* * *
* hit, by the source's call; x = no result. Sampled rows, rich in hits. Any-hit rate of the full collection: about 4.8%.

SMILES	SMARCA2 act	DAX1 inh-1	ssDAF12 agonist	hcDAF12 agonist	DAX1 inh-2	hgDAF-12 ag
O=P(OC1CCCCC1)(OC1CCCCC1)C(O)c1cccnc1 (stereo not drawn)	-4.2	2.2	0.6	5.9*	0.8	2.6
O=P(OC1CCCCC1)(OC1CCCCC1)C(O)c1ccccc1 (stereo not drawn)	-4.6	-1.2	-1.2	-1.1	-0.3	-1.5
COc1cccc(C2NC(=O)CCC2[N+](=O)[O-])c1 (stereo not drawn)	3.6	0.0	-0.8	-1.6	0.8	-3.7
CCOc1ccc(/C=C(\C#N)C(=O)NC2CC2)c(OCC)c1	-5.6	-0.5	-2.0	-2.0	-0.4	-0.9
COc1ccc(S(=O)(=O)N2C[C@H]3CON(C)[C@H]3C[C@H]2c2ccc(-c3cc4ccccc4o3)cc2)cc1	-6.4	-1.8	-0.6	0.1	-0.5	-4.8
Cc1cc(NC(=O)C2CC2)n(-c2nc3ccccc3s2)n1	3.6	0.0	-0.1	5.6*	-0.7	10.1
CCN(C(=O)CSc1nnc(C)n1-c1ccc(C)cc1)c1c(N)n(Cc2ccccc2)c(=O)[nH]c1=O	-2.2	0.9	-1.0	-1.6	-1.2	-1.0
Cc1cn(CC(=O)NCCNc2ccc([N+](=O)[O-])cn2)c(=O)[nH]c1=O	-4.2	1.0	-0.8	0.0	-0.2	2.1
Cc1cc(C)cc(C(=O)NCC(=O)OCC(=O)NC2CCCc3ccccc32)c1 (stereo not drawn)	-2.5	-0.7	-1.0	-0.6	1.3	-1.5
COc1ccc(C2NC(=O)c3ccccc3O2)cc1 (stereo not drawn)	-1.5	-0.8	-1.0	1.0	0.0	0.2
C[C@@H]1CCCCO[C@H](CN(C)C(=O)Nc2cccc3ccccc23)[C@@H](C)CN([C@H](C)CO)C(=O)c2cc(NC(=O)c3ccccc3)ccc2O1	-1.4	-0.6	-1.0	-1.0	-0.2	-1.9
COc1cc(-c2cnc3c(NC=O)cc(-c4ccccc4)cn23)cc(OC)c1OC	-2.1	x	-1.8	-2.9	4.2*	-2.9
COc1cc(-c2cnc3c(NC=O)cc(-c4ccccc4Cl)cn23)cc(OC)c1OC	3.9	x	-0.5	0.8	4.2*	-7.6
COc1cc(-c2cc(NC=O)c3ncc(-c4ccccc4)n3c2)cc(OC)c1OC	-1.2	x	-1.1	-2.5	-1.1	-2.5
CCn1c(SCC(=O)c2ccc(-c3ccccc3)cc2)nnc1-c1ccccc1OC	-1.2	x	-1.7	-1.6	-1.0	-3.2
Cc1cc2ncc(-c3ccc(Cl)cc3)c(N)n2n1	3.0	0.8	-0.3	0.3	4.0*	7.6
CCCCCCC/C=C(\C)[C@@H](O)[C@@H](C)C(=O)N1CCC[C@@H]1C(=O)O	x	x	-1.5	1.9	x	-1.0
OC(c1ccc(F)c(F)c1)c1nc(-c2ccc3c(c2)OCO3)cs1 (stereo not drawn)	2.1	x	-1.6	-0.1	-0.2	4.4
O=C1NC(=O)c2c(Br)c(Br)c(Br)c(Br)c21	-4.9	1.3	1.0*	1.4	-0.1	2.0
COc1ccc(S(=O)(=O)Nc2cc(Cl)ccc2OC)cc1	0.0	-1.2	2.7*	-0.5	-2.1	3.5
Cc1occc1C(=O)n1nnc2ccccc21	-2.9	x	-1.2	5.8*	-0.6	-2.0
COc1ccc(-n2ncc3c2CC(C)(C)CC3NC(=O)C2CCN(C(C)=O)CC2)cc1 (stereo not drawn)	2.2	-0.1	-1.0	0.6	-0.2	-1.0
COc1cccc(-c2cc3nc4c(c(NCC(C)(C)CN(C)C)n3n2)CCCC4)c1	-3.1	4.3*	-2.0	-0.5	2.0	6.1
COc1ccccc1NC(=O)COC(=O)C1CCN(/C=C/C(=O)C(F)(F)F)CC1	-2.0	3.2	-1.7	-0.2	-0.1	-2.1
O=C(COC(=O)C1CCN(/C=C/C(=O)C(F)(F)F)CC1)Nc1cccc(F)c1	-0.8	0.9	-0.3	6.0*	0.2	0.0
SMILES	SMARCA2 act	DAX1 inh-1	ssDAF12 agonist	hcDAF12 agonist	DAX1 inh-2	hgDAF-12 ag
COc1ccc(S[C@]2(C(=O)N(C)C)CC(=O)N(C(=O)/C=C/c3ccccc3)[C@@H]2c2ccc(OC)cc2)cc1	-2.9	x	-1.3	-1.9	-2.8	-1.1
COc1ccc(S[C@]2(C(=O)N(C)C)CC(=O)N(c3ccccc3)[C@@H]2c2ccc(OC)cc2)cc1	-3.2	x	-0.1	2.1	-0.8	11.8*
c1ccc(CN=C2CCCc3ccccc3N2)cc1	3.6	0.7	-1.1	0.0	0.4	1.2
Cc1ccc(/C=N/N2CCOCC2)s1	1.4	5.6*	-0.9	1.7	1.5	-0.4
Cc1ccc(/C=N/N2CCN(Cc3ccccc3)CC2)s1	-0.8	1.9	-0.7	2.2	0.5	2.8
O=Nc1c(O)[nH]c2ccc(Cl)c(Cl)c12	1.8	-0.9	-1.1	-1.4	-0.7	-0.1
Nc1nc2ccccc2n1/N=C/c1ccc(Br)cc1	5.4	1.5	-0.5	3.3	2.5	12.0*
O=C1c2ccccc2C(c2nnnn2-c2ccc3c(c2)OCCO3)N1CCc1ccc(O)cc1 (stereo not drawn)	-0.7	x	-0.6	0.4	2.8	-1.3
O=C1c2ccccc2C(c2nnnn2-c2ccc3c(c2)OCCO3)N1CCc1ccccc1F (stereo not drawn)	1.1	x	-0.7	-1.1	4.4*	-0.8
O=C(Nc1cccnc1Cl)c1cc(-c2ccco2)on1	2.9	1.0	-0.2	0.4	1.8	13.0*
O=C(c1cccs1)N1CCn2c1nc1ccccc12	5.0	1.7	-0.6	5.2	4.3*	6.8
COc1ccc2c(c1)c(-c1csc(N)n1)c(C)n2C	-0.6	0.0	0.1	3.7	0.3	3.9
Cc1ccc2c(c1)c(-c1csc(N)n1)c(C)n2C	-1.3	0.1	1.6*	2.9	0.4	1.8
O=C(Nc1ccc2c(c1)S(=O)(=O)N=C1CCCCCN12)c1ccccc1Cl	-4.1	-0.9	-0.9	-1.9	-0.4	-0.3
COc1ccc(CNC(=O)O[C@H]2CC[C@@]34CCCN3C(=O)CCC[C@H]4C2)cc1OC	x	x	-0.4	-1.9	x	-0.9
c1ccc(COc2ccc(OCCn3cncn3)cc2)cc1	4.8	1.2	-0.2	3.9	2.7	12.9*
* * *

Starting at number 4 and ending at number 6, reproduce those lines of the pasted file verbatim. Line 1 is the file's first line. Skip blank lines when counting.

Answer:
O=P(OC1CCCCC1)(OC1CCCCC1)C(O)c1ccccc1 (stereo not drawn)	-4.6	-1.2	-1.2	-1.1	-0.3	-1.5
COc1cccc(C2NC(=O)CCC2[N+](=O)[O-])c1 (stereo not drawn)	3.6	0.0	-0.8	-1.6	0.8	-3.7
CCOc1ccc(/C=C(\C#N)C(=O)NC2CC2)c(OCC)c1	-5.6	-0.5	-2.0	-2.0	-0.4	-0.9